Injecting Data

Scraps of Life

Many times, my closest friends complain that they don’t get important information from me. Whereas I absolutely agree with them, on the macro level, many times, I have difficulty finding the appropriate micro-opportunity to disclose essential data.

On one hand, I am a great believer of journeying together in life with those whom one loves. I’m reminded of a profound episode of “Will and Grace,” in which, due to their recent geographic distance, Will and Grace no longer had the kind of intimacy they once enjoyed. The conclusion was that they each would contact the other with every thought or event in his/ her life. I believe Will said something to the effect of “if you change tooth pastes, I wanna know about it.” Yes. I agree with that. That’s how one journeys together in life. Sadly, social media has given us a great means of the output portion of that equation, with little of the input benefits— namely, the intimacy.

Therefore, on the other hand, people mostly don’t seem to want to hear anything that disrupts their current flow of thought or task. Being an effective communicator means understanding one’s audience and the context into which one projects to insert data. Many times, the data that I hope to insert has no proper port.

For instance, I once had to sit through an entire brunch while secretly mourning the death of a dear friend. I scheduled this brunch, with acquaintances with whom I was still becoming familiar, a few weeks in advance, so when the tragedy happened, it was impossible to cancel. If I did, I would have to explain why and then they would begin treating me strangely or not addressing my pain at all, all of which would be quite uncomfortable for an INTJ. Therefore I kept a smile on my face and my emotions in a nice sturdy cage.

Also, texting seems to inhibit the exchange of proper data due to its immediate and toneless nature. I’ve tried to disclose significant information using this means, but have failed miserably, causing unnecessary pain for both parties.




I would quite love to exchange thoughts and feelings efficiently. Perhaps, given our highly detached forms of communication lately, it wouldn’t be a terrible idea for all of us to decide to pay closer attention to what others are actually communicating and be ok with being interrupted in our current paths.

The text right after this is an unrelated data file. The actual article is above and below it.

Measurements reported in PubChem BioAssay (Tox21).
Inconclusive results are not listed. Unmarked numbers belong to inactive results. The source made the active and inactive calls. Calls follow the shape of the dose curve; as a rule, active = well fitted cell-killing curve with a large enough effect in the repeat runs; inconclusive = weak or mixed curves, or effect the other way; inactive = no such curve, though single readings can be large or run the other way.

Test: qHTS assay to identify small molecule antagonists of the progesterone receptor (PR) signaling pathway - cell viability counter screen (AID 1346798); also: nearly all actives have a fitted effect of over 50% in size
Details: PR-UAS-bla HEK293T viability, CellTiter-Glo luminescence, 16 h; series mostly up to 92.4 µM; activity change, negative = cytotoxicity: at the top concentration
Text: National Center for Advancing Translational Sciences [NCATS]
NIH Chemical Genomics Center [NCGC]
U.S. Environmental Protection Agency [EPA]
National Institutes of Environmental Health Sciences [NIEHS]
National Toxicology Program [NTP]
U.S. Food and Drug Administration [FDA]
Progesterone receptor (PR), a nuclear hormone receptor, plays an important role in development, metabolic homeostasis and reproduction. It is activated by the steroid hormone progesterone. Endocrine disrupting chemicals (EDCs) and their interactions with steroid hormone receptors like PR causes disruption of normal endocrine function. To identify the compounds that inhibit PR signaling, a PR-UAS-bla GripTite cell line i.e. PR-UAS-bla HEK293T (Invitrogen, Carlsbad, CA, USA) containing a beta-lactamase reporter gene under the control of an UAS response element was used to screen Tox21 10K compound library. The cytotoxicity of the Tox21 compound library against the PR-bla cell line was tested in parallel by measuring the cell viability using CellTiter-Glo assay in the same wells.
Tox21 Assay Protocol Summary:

The ride home

Scraps of Life, the thoughts of a kat

My personality never gave me a chance. Being an INTJ, the thing that most drives me to either sit in the corner peeling the skin off of my thigh or plot the bloody demise of innocent children is misunderstanding. And yet the way that I, as a soul, have been designed seems to make it nearly impossible to make my intentions understood. Perhaps an even greater finger-in-the-eye is that due to my many years of training on social interaction (AKA being around humans and having to survive in a society), I’ve come to function relatively smoothly in social situations, thereby giving people the wrong expectations.

The thing that often trips me up, I suppose, is that though, being an artist, I do have strong emotions and am aware of them, my decisions and behaviors are based on thoughts rather than feelings. This does not work out well sometimes.

Once, when I was living in Seoul, Korea, during a small group gathering, my close girlfriends and I were sharing our thoughts and feelings. We were really baring our souls and being vulnerable. One of the girls, a neighbor of mine, in fact, shared some honest fears, to which I was quite compassionate.


The typically 15 minute cab ride home lasted about 3 hours that evening. I was always taught, in counseling classes, to address the current issue, and not to form general conclusions. So if my friend was feeling insecure about how people feel toward her, doesn’t “people” include me?


It was time to be comforting. Some other people might not have thought to tell a friend how valuable she is. But I wasn’t going to be “some people”. That’s how we get people who go through life wondering if people love her.


So I began…


But then my feelings tried to fight my brain. “This is weird, you crazy woman!” they said. But my brain rebutted, “That’s what selfish feelers say, which prevents them from being kind and logical humanitarians. Shut up!”





I don’t know what I expected to happen. I think I thought that she might just say “thank you” and that we would stop for shaved ice on the way. Instead, the reality of the situation hit me like an angry woman with a dead fish in her hand. I’d made a monumental mistake and now I was, once again, the awkward girl in the group. How would I recover from this? What would make this right?



Thank God for socially capable people.